And the world’s fanciest material isn’t used for just any old watch. As the spoiler name reveals, this limited edition houses a version of the calibre 96, the 96.01-L, that’s been awarded the Geneva Seal. And they don’t go throwing around the Geneva Seal willy-nilly—it’s no bronze swimming certificate. I mean, the calibre 96 is already considered one of the best in modern watchmaking before the standards of the Geneva Seal are even applied—and that’s not my opinion, those are the words of Michel Parmigiani. More on him later.

So, Chopard takes a world class movement and then goes a step further, finishing it to the so-strict-it’s almost-petty requirements of the Geneva Seal. If you think your other half finds the smallest things to complain about, they ain’t got nothin’ on the Geneva Seal. You know those car shows where judges in straw boaters with clipboards make sure the back of the brake pedal is clean and the toolkit still has the original manufacturer’s fingerprints on it—they’re slovenly hobos by comparison to the Geneva Seal.

The folks at the Geneva Seal don’t just care how clean and perfect a watch is, they want to know just exactly how you got it to that condition in the first place. The guidance to meet these requirements make a George R. R. Martin novel look like a pamphlet. If you’re going for the Geneva Seal, you’re committing to a whole world of watchmaking hurt. The funny thing is, that’s exactly what Chopard did—and then went and covered this masterpiece of a movement up. Oh well. You’ll just have to imagine it.

Parmigiani Fleurier Tonda Quator PFC272-1000200-HA1441

Remember Michel Parmigiani from a few moments ago? He’s a watchmaker, and a good one at that. He’s so good that other watchmakers, watchmakers who charge a lot of money, come to him to make their watches for them. Parmigiani also makes his own watches under his own name, and this is one of them, the Tonda Quator. It’s a prime example of how a luxurious, stylish and impressive watch can be made when you aren’t old and boring.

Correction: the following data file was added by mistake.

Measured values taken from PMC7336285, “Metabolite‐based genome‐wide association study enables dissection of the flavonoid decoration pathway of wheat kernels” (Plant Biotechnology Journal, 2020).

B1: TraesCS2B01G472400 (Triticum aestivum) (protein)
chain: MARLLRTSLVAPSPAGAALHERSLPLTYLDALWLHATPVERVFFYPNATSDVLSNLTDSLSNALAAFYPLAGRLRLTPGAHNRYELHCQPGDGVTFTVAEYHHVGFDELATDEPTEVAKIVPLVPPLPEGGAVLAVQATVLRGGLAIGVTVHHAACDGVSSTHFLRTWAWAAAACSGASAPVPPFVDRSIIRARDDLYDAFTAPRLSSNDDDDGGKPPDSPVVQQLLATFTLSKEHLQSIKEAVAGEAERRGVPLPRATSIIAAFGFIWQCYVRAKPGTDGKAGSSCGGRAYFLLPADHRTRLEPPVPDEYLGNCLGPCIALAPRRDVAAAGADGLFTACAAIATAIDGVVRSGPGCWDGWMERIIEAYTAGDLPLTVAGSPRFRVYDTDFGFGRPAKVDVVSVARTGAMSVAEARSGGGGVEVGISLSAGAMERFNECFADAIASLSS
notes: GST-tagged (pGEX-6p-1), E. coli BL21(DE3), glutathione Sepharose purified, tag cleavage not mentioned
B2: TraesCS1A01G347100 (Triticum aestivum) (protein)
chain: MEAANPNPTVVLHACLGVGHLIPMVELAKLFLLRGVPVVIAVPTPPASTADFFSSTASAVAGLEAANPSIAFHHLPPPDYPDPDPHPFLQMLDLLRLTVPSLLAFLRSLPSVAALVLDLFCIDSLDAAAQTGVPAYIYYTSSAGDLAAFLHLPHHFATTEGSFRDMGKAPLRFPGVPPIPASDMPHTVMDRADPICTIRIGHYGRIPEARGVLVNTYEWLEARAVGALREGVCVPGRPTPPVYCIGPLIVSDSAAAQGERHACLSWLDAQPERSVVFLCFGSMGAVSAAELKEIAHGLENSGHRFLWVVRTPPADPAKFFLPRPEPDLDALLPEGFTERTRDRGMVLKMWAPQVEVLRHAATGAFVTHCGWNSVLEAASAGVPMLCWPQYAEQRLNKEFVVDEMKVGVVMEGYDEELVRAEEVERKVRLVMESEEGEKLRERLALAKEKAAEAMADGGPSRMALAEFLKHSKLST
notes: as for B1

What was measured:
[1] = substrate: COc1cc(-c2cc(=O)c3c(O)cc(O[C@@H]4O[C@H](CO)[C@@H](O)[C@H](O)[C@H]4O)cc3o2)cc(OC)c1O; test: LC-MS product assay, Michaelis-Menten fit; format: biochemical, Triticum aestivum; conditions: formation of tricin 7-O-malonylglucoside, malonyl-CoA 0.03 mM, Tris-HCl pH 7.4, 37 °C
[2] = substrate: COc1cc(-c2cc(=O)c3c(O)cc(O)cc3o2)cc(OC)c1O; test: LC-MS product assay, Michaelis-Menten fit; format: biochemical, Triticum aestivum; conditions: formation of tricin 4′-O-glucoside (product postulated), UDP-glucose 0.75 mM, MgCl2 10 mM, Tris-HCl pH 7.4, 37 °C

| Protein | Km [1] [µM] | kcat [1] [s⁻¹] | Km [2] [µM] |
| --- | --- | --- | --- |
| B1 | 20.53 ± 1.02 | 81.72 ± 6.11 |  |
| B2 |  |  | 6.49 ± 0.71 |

It’s the Bugatti of watches—not least because Parmigiani made a very complex and very expensive watch for Bugatti—but because it has an air of style that’s seldom seen in the stuffy world of high watchmaking. Those long, teardrop lugs, the gilt-framed logo, the barley grain guilloche—it all adds up to a luxury experience that’s unlike any other, just like a Bugatti.

You could admire the detailing all day, but Michel’s real passion is what lies in the engine room. It’s a watch that belies its complexity with balanced design, hiding a few tricks that don’t make themselves apparent at first glance. A clue to the Tonda Quator’s ingenuity is the date, a retrograde display that only circumnavigates the upper hemisphere of the dial. A watchmaker will avoid a retrograde display where possible because, well—it’s hard. Not Parmigiani, however.

And you’ll get to see the retrograde date in action more than you’d think, because this little watch also hides an annual calendar within the calibre PF339. The sub-dials divvy out the day and month, and there’s even a moonphase accurate to one hundred and twenty-two years for good measure.

If you ever get bored of looking at the front, the back is worth checking out as well. There are 359 components to admire here, all equally well dressed, from the 18-carat gold rotor to the striped bridges—but it’s not all looks. You may wonder why the twin mainspring barrels only provide fifty hours of power reserve, and that’s because they have, unusually, been mounted in series to torque-fill the movement as it winds down, maintaining an even level of energy and, therefore, accuracy. Clever stuff.

If you still want a Patek Philippe after all that, then, well—you must really want a Patek Philippe. At least you gave these a chance. This is one of those games where there is no right or wrong per se, just what lights the fire inside you, and maybe, just maybe, one of these watches did exactly that. If you’re the kind of person that appreciates quality and luxury but doesn’t like to tread the same old path as everyone else, then perhaps it’s time to give your financial advisor a call.